The Just Baseball Guide to Sports Betting

Here are the hot tips you need to make successful baseball wagers.

Miguel Cabrera
DETROIT, MICHIGAN - JUNE 08: Miguel Cabrera #24 of the Detroit Tigers hits a first inning single that scores a run in front of Tom Murphy #2 of the Seattle Mariners at Comerica Park on June 08, 2021 in Detroit, Michigan. (Photo by Gregory Shamus/Getty Images) Photo: Getty

Each day for the past several months, I have been giving out three free MLB best bets on TikTok and Instagram in hopes of providing people with winners. No gimmicks, no payment, just winners. Every bet does not hit, obviously, and many times I’m left in disgust after traversing the heartless gambling terrain that is a daily slate of baseball games. Here, on Just Baseball, I’ll continue to do the same and, in an effort to orientate you to the baseball gambling world, I’ve written up a quick guide with both key terms and helpful advice if you so choose to tail my picks.

For anyone who enters into this frustrating yet exhilarating hobby it’s essential to have a gameplan in order to avoid just throwing darts. What I’ve done here is written that plan of attack for you. It’s crucial to remember that picks themselves and the reasons I give for those picks are nothing more than a research tool, not a guarantee to make money. Gambling is hard, really hard. However, I believe that with the proper research and strategy, money can be made consistently. 

Key Terms

Moneyline: The “Moneyline” is picking the team to win the game outright. For example, if the Padres are -150 money line favorite, that means you would have to place a $150 bet to win $100. If the Padres are +150, it means they are underdogs; you only have to place a $100 bet to win $150. A quick way to find the favorite in the game is to look for the minus (-) and, similarly, the quick way to spot the underdog is to look for a plus (+). 

Spread: Betting on a spread that’s listed at -1.5 means you are betting on the team to win by at least two runs or more. Baseball spreads can be challenging, especially considering a baseball team can dominate the game but only win by one run. On the flip side, taking a +1.5 spread means the team can lose, but by no more than one run. My general advice is to stay away from spreads, but you will see me take them on occasion when I think the matchup allows for it. 

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Over/Unders: These allow you the opportunity to bet on the potential number of runs scored in the total game. For instance, if the O/U is 8, and you bet the “over”, you are betting that the two teams score more than eight runs combined. Betting the “under” is simply betting the opposite of that, as you think the two teams will score a combined total of less than eight runs. Additionally, there are lines where you can bet the O/U through the first couple innings or something in between. Over/Unders can be good bets to make. Two bad pitchers and two scorching offenses? Good idea to hit the over. Two stud aces against two struggling offenses? Good idea to hit the under. 

Unit Betting: A “unit” is considered to be a certain percentage of your bankroll, which is determined by you the bettor. I would advise that you make your “unit” no more than 1% of your bankroll, but that is entirely your call. So, if you have a $100 bankroll, and you decide to set your unit at 1%, a unit for you would equate to $1. Setting a unit is vital for tracking your bets, remaining consistent, and not overextending yourself. If you make it a priority to stick to the same unit style, you have a better chance of being successful in the long run. Using a unit-style system with a 1-5 confidence interval will help you gauge how much to bet.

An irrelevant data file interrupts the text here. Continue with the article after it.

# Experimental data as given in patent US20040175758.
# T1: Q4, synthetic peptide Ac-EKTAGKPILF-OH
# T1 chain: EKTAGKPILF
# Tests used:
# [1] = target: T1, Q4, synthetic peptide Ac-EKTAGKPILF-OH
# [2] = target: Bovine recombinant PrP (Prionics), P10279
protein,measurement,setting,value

Confidence Interval: I use a 1–5 scale on how confident I am in a game. Five being the highest, one being the lowest. Based on each game, I assign my confidence interval and bet that unit size. For example, with a unit size of $100, assigning the bet a “5” would mean placing a $500 bet. In the example under “unit betting” above, if you assigned a bet a “5”, you would place a $5 bet, and so on.

Set Realistic Goals and Expectations

Why are you even gambling? Have you taken time to give that some thought? We enter into it for a variety of reasons – for fun, to make the game more exciting, a source of income, etc. Whatever your reason for gambling, that reason should be calculated into your strategy. Setting a plan for yourself with that in mind will set you up for a far greater chance of success and help you avoid the pitfalls of misguided optimism. 

Once you’ve spent some time understanding your why, don’t hesitate to reevaluate and recalibrate your goals as you go along. You need to have a sober and realistic outlook on sports gambling before you embark on this journey. Gambling on sports will no doubt be an emotional rollercoaster, walking into it with unbridled confidence could be to your detriment. Do not expect to win every bet; understand that it simply will not happen. Professional handicappers are in the mid-to-high 50% range in regards to success rate, and they are the best in the world. Nobody goes 100%; it’s actually extremely difficult to be above 60%. Understanding the ups and downs will allow you to keep emotion out of it and move forward with measured confidence.